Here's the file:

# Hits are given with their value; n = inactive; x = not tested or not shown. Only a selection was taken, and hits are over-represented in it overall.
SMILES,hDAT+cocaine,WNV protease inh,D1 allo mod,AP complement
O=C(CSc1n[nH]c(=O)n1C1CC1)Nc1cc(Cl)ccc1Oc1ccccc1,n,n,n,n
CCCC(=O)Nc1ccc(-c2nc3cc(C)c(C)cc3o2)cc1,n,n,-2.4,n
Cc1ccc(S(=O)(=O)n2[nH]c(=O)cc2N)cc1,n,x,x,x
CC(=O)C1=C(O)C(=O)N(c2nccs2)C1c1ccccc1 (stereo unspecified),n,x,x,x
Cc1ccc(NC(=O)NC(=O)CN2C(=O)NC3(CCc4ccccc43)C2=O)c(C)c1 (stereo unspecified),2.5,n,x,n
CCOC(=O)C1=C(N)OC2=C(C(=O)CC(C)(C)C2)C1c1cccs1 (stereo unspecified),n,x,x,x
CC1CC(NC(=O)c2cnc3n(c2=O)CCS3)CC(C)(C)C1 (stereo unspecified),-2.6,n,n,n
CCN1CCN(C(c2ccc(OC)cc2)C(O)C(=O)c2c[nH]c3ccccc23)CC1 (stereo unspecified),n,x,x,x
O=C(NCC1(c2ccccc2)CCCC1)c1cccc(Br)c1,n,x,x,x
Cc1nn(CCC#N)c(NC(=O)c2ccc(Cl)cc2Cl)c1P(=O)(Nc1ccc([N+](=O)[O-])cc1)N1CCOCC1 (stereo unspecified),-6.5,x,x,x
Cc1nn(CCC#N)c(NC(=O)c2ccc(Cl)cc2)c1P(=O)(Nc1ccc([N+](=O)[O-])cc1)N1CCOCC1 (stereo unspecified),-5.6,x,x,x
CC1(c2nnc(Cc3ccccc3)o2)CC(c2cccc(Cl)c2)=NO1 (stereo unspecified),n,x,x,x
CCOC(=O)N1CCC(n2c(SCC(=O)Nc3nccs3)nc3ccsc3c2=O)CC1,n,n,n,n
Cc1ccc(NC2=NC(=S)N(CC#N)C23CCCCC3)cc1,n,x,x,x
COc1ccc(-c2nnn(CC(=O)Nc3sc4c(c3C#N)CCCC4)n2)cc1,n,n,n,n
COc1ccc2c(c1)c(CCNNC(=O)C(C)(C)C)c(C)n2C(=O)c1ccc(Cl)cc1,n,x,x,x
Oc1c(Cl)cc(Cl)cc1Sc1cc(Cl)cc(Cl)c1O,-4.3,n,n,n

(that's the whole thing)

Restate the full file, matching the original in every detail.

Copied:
# Hits are given with their value; n = inactive; x = not tested or not shown. Only a selection was taken, and hits are over-represented in it overall.
SMILES,hDAT+cocaine,WNV protease inh,D1 allo mod,AP complement
O=C(CSc1n[nH]c(=O)n1C1CC1)Nc1cc(Cl)ccc1Oc1ccccc1,n,n,n,n
CCCC(=O)Nc1ccc(-c2nc3cc(C)c(C)cc3o2)cc1,n,n,-2.4,n
Cc1ccc(S(=O)(=O)n2[nH]c(=O)cc2N)cc1,n,x,x,x
CC(=O)C1=C(O)C(=O)N(c2nccs2)C1c1ccccc1 (stereo unspecified),n,x,x,x
Cc1ccc(NC(=O)NC(=O)CN2C(=O)NC3(CCc4ccccc43)C2=O)c(C)c1 (stereo unspecified),2.5,n,x,n
CCOC(=O)C1=C(N)OC2=C(C(=O)CC(C)(C)C2)C1c1cccs1 (stereo unspecified),n,x,x,x
CC1CC(NC(=O)c2cnc3n(c2=O)CCS3)CC(C)(C)C1 (stereo unspecified),-2.6,n,n,n
CCN1CCN(C(c2ccc(OC)cc2)C(O)C(=O)c2c[nH]c3ccccc23)CC1 (stereo unspecified),n,x,x,x
O=C(NCC1(c2ccccc2)CCCC1)c1cccc(Br)c1,n,x,x,x
Cc1nn(CCC#N)c(NC(=O)c2ccc(Cl)cc2Cl)c1P(=O)(Nc1ccc([N+](=O)[O-])cc1)N1CCOCC1 (stereo unspecified),-6.5,x,x,x
Cc1nn(CCC#N)c(NC(=O)c2ccc(Cl)cc2)c1P(=O)(Nc1ccc([N+](=O)[O-])cc1)N1CCOCC1 (stereo unspecified),-5.6,x,x,x
CC1(c2nnc(Cc3ccccc3)o2)CC(c2cccc(Cl)c2)=NO1 (stereo unspecified),n,x,x,x
CCOC(=O)N1CCC(n2c(SCC(=O)Nc3nccs3)nc3ccsc3c2=O)CC1,n,n,n,n
Cc1ccc(NC2=NC(=S)N(CC#N)C23CCCCC3)cc1,n,x,x,x
COc1ccc(-c2nnn(CC(=O)Nc3sc4c(c3C#N)CCCC4)n2)cc1,n,n,n,n
COc1ccc2c(c1)c(CCNNC(=O)C(C)(C)C)c(C)n2C(=O)c1ccc(Cl)cc1,n,x,x,x
Oc1c(Cl)cc(Cl)cc1Sc1cc(Cl)cc(Cl)c1O,-4.3,n,n,n